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Migraine headaches from steam heat?

rogerretro
rogerretro Member Posts: 1
we have a 1950s era 1 story house with a boiler in the basement. Every time the heat comes on my wife gets a migraine. The interior, including radiator covers, was painted just 7 years ago (hopefully covering any lead paint) The original boiler cracked and was replaced 2 yrs ago, but the migraines still occur when the heat comes on. we had an environmental specialist check the air quality and they found nothing, they said. Any ideas on what could be causing or what type of person to call to investigate?

Comments

  • GGross
    GGross Member Posts: 193
    Well get your heating equipment checked out, get an ambient low level CO alarm just in case. You can contact air specialty companies that will put a machine in your home for an extended amount of time that will measure and log pretty much everything in your air. Obviously since this is medical related you should see a doctor as well
  • ChrisJ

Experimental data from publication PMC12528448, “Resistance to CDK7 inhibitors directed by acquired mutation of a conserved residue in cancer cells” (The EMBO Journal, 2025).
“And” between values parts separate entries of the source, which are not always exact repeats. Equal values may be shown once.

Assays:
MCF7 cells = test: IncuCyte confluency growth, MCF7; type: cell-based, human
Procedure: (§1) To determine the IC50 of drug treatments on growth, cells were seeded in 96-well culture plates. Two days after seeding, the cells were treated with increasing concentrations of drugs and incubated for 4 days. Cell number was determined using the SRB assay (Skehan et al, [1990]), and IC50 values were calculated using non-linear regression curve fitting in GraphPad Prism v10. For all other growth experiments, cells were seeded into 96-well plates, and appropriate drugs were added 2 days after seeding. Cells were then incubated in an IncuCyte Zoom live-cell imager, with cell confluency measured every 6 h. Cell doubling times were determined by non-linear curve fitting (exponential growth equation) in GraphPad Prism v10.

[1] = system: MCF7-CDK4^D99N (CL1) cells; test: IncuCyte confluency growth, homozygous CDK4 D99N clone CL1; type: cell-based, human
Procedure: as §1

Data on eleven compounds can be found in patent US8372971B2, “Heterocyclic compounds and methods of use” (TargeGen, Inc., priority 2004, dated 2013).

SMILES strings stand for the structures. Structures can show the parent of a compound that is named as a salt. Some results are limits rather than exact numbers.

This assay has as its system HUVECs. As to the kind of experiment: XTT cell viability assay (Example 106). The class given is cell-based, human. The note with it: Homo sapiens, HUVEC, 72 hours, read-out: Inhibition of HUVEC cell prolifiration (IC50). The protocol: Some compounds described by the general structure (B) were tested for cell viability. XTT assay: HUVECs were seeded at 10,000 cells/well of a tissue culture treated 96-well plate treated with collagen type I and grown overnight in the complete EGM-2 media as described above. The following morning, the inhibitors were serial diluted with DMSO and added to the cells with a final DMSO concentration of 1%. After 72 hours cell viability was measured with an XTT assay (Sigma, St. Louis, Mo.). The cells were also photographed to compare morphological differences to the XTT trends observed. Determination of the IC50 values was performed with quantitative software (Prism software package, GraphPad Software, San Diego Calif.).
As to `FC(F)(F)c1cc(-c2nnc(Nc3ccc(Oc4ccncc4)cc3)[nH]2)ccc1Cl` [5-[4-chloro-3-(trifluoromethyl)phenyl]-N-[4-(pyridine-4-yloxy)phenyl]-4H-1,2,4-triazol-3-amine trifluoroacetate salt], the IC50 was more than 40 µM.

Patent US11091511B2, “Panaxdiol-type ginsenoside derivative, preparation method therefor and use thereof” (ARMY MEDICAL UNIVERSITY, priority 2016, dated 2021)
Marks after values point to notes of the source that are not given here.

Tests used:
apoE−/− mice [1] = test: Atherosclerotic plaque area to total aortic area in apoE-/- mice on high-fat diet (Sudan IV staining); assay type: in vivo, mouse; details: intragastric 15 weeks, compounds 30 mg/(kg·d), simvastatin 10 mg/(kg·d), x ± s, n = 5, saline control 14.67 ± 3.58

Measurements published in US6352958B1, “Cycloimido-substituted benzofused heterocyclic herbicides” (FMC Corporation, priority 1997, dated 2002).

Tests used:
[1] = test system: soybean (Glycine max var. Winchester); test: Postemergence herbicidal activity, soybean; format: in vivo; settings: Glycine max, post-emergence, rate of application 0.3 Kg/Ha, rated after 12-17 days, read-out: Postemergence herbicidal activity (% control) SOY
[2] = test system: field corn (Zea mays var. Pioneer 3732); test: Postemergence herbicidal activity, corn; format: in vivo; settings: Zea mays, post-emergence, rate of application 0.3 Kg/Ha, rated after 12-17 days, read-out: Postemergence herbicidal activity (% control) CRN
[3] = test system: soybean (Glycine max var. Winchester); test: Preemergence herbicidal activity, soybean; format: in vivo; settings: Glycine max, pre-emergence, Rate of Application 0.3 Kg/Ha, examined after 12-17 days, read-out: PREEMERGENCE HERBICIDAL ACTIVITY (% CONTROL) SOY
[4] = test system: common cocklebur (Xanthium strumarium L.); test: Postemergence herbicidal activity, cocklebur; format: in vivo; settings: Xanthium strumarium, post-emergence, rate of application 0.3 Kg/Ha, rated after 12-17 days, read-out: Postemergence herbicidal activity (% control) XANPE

ChrisJ Member Posts: 13,081

    we have a 1950s era 1 story house with a boiler in the basement. Every time the heat comes on my wife gets a migraine. The interior, including radiator covers, was painted just 7 years ago (hopefully covering any lead paint) The original boiler cracked and was replaced 2 yrs ago, but the migraines still occur when the heat comes on. we had an environmental specialist check the air quality and they found nothing, they said. Any ideas on what could be causing or what type of person to call to investigate?


    It's been my experience that hot dry air can trigger a migraine. Especially sudden changes.
    Is your house drafty?
    What are you using as a thermostat?

    Single pipe quasi-vapor system. Typical operating pressure 0.14 - 0.43 oz. EcoSteam ES-20 Advanced Control for Residential Steam boilers. Rectorseal Steamaster water treatment
  • mattmia2
    mattmia2 Member Posts: 5,757
    It could also be sounds or vibrations.
    CLamb
  • meerkat
    meerkat Member Posts: 35
    edited June 20
    The lower humidity levels indoors during the heating season can dry out sinus membranes and trigger headaches in people who are sensitive to atmospheric changes. OP, have you tried bringing in a humidifier to see if that makes any difference?

    I grew up in a house like yours, with cast iron radiators and aluminum covers. My mom used to set a pan of water atop every radiator cover during heating season in an attempt to raise the humidity a bit. Humidifiers weren't really a thing back then. I remember the air in the house being so dry that you could practically power a Tesla with the static electricity, lol
    CLamb